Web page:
Spinoza’s Critique of Religious FanaticismPrzemysław Gut (John Paul II Catholic University of Lublin)
Spinoza’s Critique of Religious Fanaticism
The aim of the paper is to present and analyze Spinoza’s critique of religious fanaticism as it is delivered for most part in chapter 20 of Theologico-Political Treatise and in Appendix to the first part of his Ethics. I argue that Spinoza represents a revealing case study of the origins, nature and consequences of fanaticism. The paper consists of two parts. In the first I attempt to answer the question what Spinoza understood by religious fanaticism and what view he held on the nature and origin of religious fanaticism. In the second part I attempt to answer the question what measures, according to Spinoza, should be taken to effectively combat, or at least downgrade, religious fanaticism.
Both in Appendix to the first part of his Ethics and in the Preface to Theologico-Political Treatise Spinoza makes clear that religious fanaticism is not just a cause of individual disaster but it forms also a grave social and political problem against which state and its institutions need be on their guard. This explains why Spinoza on several occasions stressed that religious fanaticism represents dramatic threat to almost all values we treasure. What is the exact nature and source of religious fanaticism?
On my interpretation, religious fanaticism has – according to Spinoza – two main components. The first, which we might call the positive aspect of fanaticism, consists in excessive confidence in one’s own religious outlook. The second, which we might call the negative aspect of fanaticism, consists in contempt towards all those who do not share one’s own religious outlook. I claim that, for Spinoza, the first component is caused above all by the combination of two factors: on the one hand, deeply rooted prejudice the essence of which is a teleological (anthropomorphic) view of nature and, on the other hand, superstition whose essence is anxiety and fear of losing what we love. These two factors alone, the former of which states that everything that God created, God created for humankind’s benefit whereas the latter says that only God is able to alleviate human fears, according to Spinoza, make people susceptible to excessive confidence in their own religious outlook. The second component of fanaticism is in turn first and foremost caused by a strong conviction that one has been ‘elected’ or ‘chosen’ by God to teach others. And if one has been elected by God and called in this way, this means that one is not only entitled but also obliged to persuade others to accept this particular religious outlook.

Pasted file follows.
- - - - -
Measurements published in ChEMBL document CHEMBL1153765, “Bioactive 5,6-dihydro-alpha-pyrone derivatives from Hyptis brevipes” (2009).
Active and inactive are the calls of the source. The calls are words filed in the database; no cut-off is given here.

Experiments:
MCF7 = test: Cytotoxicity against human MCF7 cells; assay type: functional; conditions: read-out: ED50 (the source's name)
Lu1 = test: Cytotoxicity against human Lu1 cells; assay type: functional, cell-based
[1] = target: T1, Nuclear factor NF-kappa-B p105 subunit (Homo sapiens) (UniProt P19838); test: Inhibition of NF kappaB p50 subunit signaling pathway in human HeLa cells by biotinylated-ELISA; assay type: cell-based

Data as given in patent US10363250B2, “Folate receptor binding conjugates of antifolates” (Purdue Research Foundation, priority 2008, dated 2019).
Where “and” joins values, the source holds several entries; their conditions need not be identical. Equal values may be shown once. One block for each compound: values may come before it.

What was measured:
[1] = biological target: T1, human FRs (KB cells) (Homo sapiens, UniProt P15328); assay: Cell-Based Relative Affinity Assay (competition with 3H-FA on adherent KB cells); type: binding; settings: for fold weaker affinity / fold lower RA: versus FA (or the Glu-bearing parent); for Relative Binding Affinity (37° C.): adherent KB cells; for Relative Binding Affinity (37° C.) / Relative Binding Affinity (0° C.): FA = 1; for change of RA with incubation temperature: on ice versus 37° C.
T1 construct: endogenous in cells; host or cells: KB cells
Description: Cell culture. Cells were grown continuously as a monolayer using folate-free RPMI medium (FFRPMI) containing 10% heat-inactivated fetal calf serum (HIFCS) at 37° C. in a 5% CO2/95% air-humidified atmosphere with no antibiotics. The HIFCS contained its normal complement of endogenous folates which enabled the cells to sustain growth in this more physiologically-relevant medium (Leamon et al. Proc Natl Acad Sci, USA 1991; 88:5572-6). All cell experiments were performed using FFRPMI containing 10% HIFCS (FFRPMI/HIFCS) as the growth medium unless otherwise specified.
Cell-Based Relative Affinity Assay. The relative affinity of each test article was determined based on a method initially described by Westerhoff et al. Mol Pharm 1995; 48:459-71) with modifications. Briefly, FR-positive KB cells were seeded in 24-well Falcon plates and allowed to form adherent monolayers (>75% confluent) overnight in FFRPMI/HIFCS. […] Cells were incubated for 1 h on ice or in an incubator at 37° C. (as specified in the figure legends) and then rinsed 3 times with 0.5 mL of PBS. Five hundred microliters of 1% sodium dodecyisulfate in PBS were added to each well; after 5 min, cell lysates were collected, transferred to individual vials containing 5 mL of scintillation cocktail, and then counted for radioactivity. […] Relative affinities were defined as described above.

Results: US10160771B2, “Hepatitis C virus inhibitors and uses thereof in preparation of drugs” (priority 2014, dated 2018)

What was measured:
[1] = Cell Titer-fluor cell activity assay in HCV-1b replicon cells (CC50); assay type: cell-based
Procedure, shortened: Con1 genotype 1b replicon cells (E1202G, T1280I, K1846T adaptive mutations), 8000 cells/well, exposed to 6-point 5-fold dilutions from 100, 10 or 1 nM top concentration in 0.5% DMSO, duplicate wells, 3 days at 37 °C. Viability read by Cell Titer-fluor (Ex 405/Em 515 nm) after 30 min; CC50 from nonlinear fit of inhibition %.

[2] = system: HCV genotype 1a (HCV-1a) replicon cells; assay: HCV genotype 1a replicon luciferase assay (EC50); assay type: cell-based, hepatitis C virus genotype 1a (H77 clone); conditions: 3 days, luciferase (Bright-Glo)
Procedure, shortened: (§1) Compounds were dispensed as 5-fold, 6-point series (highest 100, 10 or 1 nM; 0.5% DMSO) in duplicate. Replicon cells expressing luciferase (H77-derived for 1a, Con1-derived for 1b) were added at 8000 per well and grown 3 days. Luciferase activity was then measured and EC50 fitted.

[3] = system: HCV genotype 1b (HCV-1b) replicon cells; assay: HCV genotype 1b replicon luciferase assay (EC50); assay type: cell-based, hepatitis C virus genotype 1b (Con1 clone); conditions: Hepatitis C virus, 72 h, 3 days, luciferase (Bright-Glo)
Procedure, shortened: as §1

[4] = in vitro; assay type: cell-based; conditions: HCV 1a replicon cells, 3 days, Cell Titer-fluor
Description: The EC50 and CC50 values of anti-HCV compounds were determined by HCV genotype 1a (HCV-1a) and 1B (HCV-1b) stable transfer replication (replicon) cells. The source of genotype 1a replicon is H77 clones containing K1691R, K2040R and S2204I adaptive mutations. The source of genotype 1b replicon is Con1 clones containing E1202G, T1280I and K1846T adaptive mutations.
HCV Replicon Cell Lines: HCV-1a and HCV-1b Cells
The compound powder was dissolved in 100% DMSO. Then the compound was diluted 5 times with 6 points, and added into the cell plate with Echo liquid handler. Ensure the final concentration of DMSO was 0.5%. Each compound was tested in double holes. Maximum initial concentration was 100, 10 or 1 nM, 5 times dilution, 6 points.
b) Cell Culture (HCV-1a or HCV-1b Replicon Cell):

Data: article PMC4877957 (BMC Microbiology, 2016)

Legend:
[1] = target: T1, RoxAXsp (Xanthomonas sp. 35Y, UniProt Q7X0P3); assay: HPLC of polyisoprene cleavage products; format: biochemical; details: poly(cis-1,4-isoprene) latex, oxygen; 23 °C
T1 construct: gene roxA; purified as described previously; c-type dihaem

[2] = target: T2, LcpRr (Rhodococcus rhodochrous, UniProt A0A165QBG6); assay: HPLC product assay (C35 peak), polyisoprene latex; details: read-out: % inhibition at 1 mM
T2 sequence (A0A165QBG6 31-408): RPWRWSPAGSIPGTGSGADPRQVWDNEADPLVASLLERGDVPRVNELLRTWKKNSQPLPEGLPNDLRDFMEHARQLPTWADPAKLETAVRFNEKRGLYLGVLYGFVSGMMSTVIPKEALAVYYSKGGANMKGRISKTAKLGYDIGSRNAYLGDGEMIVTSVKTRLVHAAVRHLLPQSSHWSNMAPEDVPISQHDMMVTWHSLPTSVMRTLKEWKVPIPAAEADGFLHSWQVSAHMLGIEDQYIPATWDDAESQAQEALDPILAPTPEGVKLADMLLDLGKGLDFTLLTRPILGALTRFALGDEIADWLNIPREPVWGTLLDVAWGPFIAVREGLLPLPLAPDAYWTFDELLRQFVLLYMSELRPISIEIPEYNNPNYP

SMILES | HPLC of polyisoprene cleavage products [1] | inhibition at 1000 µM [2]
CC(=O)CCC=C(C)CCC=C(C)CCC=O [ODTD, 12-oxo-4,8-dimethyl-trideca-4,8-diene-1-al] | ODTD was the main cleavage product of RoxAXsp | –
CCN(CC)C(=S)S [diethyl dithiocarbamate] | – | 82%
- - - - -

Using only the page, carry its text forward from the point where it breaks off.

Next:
What measures should be taken to downgrade religious fanaticism? Spinoza devoted a lot of space to these issues. To show the complementary character of the paths along which he went while establishing the means thanks to which we can prevent fanaticism or, at least, limit its scope – I divide those means into three groups related to the field of reflection within which they were established. The first group comprises the means coming from purely philosophical reflection. The second group comprises the means coming from reflection on the Scripture. The third group comprises the means coming from considerations regarding social and political issues.
January 28, 2021, 6:45pm CET
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